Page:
Sow rewarding!

Finally, daffodils!

The BIG DAY finally arrived! That day which I’ve anticipated all winter long, planned for, wished for, and nervously waited for finally came. There were daffodils blooming in the Front Garden this morning, as I and my tea cup took our morning walkabout! I shouted with joy, spilling my tea in the process as I stooped to view their cheery flowers more closely. What a lovely, lovely sight. And what a beautiful day it was! Temperatures were in the upper 60’s all day, with lovely sunshine and barely a breeze. The soil was perfect for planting, so I hurried to the potager, “Direct Seeding” box in hand, along with the notebook containing the planting maps that have been drawn and redrawn over the winter.

Doesn’t look impressive, but just you wait!

First up were the shallots. There were enough good ones left to plant 9 rows, so that’s 54 linear feet of deliciousness. I’ve learned that planting the single bulbs, even if they are small generally results in more and larger shallots than planting the doubles and triples. So in they went, with only a couple dozen doubles and triples remaining to use in the kitchen. Hopefully this year’s crop will be better than last year’s, some of which rotted in the excessive rains. Then it was on to the peas. Out came the pea fencing from the Lady Cottage.

Only two fences to start…

“Green Arrow” peas are my absolute favorite for productivity and flavor. The succession planting plan for peas also includes “Penelope” and “Spring”, both new ones to the potager and to me, but they will go in later. Last year’s late freeze has made me a bit more cautious. I don’t want these turning to mush. Also planted were 3 rows of yellow onion sets. Normally I prefer to grow onions from seed, but the first seeding in the basement was pitiful. My fault as I used some old seed. There are other onion seeds coming on later for storage purposes, but this year it’s sets that will provide some early onions for the table. Radishes, pak choi and “China King” Chinese cabbage seeds were also sown. And that was it for the potager’s first crops, but it sure felt good to get them in the ground.

An experiment in progress…

I’ve mentioned before that the Cutting Garden is going to get lots more attention this year, and to that end I’ve planted a little experiment. New to me is “Blue Thimble” flower. The packet says to sprinkled it on prepared soil and rake them in just as early as the ground can be worked. Not knowing what the seedlings will look like, and wanting to hurry them along, I decided to seed small circles, and then cover them with milk jugs that have had their bottoms removed. It’s a little variation on the traditional “winter seeding” technique that I’m using for several perennials. If nothing else, at least I will know where they are, and they won’t wash downhill if it rains. While I was in the Cutting Garden, I was delighted to see emerging larkspur babies.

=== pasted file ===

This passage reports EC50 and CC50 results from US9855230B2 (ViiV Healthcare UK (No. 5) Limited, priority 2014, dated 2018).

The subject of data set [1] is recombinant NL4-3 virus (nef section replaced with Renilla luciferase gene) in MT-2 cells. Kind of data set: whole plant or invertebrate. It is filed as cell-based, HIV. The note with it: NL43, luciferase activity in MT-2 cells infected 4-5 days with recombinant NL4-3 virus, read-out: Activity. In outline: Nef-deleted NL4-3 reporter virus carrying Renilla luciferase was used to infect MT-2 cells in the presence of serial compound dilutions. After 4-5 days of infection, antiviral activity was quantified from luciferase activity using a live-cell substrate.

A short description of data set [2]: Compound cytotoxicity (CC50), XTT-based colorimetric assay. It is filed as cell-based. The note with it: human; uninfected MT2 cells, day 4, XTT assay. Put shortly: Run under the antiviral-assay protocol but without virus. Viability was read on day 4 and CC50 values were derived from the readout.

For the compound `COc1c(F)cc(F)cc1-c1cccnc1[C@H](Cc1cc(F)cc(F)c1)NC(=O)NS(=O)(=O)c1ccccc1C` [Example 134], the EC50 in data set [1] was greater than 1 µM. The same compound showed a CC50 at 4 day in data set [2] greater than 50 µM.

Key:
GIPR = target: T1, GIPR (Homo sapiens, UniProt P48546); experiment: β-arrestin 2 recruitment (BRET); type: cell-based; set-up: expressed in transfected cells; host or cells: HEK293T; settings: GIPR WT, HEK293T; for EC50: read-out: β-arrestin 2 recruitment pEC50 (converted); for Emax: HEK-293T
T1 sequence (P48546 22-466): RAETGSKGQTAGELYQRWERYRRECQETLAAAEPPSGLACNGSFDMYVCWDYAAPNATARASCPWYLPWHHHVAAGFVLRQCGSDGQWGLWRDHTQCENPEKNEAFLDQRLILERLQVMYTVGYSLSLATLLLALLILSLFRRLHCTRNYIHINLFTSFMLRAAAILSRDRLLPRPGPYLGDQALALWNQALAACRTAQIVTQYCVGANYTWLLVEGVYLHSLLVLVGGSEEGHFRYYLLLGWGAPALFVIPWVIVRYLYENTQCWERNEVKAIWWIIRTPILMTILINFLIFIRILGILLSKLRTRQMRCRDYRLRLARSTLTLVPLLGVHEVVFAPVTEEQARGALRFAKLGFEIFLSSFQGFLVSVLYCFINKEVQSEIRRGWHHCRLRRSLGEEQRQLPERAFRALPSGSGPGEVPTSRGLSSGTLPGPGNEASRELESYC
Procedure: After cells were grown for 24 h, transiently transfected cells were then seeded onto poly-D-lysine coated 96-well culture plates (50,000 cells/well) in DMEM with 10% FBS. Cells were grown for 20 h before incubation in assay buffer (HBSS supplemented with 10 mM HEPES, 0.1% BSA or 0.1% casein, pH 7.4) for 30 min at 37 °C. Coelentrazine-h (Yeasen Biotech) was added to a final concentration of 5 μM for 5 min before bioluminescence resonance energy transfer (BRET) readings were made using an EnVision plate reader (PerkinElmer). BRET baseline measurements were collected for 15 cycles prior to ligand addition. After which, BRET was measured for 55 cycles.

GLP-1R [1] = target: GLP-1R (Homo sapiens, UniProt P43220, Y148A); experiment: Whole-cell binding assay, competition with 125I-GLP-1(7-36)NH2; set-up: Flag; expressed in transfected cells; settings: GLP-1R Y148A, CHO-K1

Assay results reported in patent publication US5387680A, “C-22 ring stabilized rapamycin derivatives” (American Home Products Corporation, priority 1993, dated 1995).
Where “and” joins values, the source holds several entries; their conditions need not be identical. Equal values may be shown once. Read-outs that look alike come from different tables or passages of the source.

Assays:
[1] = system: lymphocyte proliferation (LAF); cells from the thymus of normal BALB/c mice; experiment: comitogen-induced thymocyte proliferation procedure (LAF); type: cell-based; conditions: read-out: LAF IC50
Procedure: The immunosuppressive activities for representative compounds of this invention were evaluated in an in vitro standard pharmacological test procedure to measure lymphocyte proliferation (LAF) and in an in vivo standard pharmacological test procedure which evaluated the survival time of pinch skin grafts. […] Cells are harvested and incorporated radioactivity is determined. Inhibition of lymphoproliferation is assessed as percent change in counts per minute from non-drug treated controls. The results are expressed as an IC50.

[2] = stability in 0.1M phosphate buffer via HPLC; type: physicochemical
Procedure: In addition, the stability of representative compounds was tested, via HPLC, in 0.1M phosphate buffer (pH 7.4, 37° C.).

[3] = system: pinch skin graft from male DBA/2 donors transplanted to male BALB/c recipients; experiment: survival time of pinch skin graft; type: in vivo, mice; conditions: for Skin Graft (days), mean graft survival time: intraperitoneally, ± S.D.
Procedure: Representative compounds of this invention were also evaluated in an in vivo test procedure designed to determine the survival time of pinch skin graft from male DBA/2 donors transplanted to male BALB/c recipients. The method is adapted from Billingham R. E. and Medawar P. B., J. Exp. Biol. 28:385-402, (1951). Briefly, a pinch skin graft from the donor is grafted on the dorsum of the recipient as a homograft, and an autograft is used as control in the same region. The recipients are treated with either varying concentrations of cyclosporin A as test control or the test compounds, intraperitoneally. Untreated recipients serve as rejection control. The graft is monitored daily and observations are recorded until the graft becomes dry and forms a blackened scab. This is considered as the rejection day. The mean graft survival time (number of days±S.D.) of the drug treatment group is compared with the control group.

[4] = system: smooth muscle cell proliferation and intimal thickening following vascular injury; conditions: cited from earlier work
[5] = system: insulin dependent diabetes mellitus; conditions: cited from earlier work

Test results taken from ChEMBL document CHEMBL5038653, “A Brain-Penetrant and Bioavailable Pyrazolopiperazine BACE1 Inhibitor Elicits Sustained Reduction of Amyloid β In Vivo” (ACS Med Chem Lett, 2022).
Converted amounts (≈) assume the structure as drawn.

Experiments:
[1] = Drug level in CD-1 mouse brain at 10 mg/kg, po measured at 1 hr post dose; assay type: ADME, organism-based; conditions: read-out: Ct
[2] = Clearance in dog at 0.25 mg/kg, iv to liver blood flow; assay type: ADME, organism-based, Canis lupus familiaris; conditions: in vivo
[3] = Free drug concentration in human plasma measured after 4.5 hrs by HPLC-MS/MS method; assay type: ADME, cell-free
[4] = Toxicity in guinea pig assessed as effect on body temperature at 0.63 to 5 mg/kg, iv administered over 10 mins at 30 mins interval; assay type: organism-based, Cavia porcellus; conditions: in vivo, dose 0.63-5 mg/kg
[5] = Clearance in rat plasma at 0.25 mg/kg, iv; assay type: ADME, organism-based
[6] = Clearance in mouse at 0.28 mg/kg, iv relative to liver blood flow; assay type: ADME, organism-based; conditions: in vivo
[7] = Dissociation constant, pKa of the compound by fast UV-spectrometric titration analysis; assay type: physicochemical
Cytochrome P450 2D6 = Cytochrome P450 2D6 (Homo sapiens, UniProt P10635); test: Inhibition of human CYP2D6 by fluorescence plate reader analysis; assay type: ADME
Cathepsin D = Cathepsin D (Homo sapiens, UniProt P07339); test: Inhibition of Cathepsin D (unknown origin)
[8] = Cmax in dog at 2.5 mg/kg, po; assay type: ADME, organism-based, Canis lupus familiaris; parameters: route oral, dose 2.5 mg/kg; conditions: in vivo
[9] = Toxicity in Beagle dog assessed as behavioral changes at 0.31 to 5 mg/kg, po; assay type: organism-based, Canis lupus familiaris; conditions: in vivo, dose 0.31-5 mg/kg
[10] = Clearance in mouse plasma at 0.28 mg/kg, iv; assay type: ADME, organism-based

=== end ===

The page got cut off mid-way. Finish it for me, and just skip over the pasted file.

Baby larkspurs

I’ve grown larkspur for decades, so I recognize these seedlings easily. Back in the 70’s they were a staple for our wreath-making business since they dry so well. I sprinkled these seeds on the snow back in late February and now here they are! So exciting.

I did a little clean-up in the Deck Garden, moved more plants to the greenhouse, and transplanted 288 seedlings into 4-packs. It was the best day I’ve had in months, and hopefully just the very beginning of a splendid growing season! The fun has just begun!

About carolee

A former professional herb and lavender grower, now just growing for joy in my new potager. When I'm not in the garden, I'm in the kitchen, writing, or traveling to great gardens.
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31 Responses to Sow rewarding!

  1. I am yearning to poke about my herb garden, but my old bones demand the warmth of sunshine. Those old-fashioned roses cannot be neglected any longer or they’ll grow into a tangled mess by June. Soon, I promise myself.

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    • carolee says:

      My muscles have been protesting, but I know I actually feel better when I get out and accomplish something, even if it is only a small project! Those roses will be happy to see you!

      Like

  2. Tracey Mac says:

    So pleased you can get started! The daffodils look so cheerful 😀

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  3. Al says:

    I’m excited with you! You have lots going on! 😊 good luck to all gardeners!!

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  4. reneewittman says:

    I love seeing photos of your garden, and your explanations for why you do this or that are interesting. I learn some with every post! 🙂

    Like

    • carolee says:

      It’s always fun to see photos of someone’s garden. I like to think that someone can get a bit of benefit from my decades of trial and errors! Thanks for reading!